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Vatican tournament to use 'sin bin' card

By Nigel Pankhurst
BBC Sport

Clericus Cup trophy
Sixteen teams from around the world will compete in the Clericus Cup

A "sin bin" blue card is to be used at an Italian amateur football tournament ahead of its discussion by world governing body Fifa later this month.

The Clericus Cup, which is played at the Vatican in Italy, between priests and trainee clergy, will involve Serie A referee Stefano Farina officiating.

If a blue card is showed to a player he will have to go off for five minutes.

"All we can say is it's on the agenda, anything more would be speculation," a Fifa spokesman told BBC Sport.

World football's rule-making body the International Football Association Board will discuss the introduction of sin bins at its Annual General Meeting on 28 February.

The Irish Football Association has submitted the issue for discussion at the meeting which takes place in Newcastle, Northern Ireland.

It wants to gauge opinion on "the possibility of using 'sin bins' for players guilty of breaches of the laws of the game, currently resulting in the administration of a yellow card".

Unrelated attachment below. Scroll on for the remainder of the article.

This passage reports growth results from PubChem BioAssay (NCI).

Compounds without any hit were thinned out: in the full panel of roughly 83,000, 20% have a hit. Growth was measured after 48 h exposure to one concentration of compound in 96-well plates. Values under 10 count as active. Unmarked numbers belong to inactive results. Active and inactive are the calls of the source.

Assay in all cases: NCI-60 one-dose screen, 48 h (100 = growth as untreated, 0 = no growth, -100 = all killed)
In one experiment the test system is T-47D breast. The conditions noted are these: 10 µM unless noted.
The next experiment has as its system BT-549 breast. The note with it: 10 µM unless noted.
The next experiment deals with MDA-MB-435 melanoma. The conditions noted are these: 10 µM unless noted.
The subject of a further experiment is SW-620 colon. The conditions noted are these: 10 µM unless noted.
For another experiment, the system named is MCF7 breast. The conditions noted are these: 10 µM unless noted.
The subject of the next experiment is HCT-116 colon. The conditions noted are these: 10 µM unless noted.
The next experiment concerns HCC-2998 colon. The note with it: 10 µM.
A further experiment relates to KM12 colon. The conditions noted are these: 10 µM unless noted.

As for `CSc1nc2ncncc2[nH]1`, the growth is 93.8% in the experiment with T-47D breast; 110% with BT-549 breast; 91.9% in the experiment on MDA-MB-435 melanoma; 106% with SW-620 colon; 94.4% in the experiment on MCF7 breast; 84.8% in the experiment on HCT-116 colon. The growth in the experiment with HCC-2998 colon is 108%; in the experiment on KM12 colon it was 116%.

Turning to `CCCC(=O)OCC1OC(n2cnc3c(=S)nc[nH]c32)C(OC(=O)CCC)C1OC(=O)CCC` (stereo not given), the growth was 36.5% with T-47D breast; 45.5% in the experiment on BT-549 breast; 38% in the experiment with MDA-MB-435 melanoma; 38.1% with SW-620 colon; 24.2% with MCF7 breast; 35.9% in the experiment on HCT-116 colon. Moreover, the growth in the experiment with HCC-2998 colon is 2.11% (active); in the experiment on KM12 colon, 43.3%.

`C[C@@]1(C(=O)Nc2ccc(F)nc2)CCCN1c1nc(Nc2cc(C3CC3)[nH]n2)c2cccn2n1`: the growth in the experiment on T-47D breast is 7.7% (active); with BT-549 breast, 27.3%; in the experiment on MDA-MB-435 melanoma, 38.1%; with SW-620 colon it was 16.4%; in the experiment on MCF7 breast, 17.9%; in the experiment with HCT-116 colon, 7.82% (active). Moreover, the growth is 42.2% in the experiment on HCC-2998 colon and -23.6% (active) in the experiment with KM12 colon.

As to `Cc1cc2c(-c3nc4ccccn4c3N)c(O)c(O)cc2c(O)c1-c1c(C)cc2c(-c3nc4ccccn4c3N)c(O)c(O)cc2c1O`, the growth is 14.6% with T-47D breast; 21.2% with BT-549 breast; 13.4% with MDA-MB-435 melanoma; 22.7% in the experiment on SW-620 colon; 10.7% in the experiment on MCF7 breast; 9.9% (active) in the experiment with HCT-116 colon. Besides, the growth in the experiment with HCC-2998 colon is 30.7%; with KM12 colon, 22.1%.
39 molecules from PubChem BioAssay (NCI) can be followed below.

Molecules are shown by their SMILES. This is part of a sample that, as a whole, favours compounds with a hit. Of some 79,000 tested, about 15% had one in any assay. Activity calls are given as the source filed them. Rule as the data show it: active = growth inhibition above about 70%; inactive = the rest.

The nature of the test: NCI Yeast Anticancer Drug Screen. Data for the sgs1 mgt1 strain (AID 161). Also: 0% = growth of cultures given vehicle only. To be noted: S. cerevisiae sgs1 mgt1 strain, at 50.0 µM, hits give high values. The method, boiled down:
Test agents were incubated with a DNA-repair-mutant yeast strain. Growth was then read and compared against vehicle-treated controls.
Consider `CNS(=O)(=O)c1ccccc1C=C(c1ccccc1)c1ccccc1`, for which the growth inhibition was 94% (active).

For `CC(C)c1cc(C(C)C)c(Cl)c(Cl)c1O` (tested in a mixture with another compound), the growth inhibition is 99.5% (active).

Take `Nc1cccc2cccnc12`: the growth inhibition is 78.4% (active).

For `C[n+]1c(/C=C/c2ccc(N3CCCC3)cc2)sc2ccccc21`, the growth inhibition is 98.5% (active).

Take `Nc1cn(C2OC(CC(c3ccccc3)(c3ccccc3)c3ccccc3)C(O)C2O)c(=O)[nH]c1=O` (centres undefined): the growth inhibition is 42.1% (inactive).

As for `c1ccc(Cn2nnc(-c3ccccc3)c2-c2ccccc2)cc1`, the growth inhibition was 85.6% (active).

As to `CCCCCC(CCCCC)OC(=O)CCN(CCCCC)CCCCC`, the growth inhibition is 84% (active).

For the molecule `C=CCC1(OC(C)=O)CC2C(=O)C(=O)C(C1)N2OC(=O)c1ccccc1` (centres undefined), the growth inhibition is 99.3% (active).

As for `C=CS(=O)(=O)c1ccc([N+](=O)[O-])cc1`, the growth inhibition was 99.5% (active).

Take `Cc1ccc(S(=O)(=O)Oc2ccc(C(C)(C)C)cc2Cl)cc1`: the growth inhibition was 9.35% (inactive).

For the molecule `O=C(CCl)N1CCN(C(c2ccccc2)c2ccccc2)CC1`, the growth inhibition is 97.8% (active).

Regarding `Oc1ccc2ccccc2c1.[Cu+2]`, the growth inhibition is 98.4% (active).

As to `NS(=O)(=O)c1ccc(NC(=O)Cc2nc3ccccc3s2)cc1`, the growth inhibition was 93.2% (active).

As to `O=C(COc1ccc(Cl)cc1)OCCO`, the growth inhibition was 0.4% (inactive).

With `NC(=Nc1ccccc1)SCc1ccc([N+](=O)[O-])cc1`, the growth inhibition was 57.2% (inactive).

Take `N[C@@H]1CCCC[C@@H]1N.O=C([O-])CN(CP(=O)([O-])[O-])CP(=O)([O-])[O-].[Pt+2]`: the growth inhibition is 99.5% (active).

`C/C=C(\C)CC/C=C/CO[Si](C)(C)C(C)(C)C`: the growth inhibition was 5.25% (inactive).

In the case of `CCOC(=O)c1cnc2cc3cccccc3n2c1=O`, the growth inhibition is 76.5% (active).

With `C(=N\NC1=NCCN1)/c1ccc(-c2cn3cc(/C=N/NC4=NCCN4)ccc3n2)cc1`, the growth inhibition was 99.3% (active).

606: DEBATE
"There will be a discussion and members of IFAB have a wide range of options," added the Fifa spokesman. "For example, they could decide to have a vote or they could decide to look at it further."

The spokesman said any trials would have to be sanctioned by Fifa to be official, but could not say whether the body would be monitoring the experiment in the Vatican.

Other possible rule changes up for discussion include the use of goal-line technology, allowing a fourth substitute in extra-time, and extending half-time from a maximum of 15 to 20 minutes.

The IFAB comprises one voting member from each of the English, Scottish, Welsh and Northern Irish football associations plus four from Fifa, and requires a three-quarter majority to pass rule changes.

Sixteen teams will play in the Clericus Cup every weekend except Easter until the final on 23 May.

The date has been chosen to be just before this year's Champions League final which will be held at the Olympic Stadium in Rome.

The games follow the standard rules of football, except they last 60 minutes.

The competition is sponsored by the Italian Olympic Committee, the John Paul II Foundation for Sport, and lay Catholic sports body the Centro Sportivo Italiano.

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see also
Fans keen on rugby-style sin bins
18 Apr 06 |  Football


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